We left the Middle East for good when I was twelve years old. I did not return until I was twenty-six. I was then a young artist and had been invited out to Saudi Arabia by General Hashim Said Hashim who wanted me to paint pictures for him and who was to become a very important and supportive patron. It was 1978 and at the time Riyadh (where I was spending most of my time) was just beginning to grow into a modern city. There were still whole quarters in the centre of town where the old mudbrick buildings of the past remained intact, but people were opting for the convenience of moving to more modern areas.The architectural past was being abandoned and I took the opportunity to visit the old parts of town with my sketchbook to record this fast disappearing past. On occasion I would be invited into houses, even given tea, and was always made to feel quite welcome. Arabian hospitality is a wonderful experience.
I was meant to stay there for about four weeks but in the end remained for two years and so began a parallel career as a latter-day ‘Orientalist’.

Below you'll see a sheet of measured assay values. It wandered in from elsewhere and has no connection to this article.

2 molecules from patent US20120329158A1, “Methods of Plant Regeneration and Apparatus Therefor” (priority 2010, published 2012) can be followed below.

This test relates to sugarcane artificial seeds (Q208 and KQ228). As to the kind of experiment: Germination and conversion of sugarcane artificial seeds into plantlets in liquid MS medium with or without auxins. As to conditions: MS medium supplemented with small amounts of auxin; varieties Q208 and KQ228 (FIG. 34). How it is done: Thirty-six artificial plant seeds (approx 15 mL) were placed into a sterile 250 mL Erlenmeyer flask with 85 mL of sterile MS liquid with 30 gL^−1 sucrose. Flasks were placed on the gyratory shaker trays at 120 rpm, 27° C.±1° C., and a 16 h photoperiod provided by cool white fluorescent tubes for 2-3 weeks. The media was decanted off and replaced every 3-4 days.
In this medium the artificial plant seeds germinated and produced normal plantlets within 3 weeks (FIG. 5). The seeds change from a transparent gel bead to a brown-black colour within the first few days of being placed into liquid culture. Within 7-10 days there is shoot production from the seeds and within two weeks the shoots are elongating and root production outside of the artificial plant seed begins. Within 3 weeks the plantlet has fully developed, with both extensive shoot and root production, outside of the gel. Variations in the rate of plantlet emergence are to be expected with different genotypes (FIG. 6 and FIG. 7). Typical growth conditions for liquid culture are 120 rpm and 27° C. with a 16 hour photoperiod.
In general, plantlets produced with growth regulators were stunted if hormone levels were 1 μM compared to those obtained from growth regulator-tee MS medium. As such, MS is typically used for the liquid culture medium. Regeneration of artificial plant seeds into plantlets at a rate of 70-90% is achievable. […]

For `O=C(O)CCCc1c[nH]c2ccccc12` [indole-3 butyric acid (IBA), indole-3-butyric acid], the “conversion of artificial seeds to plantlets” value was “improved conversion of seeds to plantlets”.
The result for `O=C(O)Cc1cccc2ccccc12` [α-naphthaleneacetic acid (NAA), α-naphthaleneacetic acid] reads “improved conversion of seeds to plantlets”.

Having grown up in the Middle East it is the place which for me feels very much like ‘home’. Today I still continue to produce paintings of Arabia ( though obviously not as often as when I was travelling a great deal to Saudi Arabia) and I see myself as a recorder, mostly, of what could be referred to as ‘historic Arabia’, land of ancient traditions and sunsets. It is a truly magical place.
The atmosphere of the Middle East is unique to itself and it possesses a timelessness all of its own. I was born in Egypt as my father was a diplomat and Cairo was one of his first postings. There is definitely something about the world of ‘Arabia’ that permeates to the very core of one’s being.
A Palace on the outskirts of the old city. (Sketched in 1983)
A street in ‘old’ Riyadh (also from a sketch done in 1983)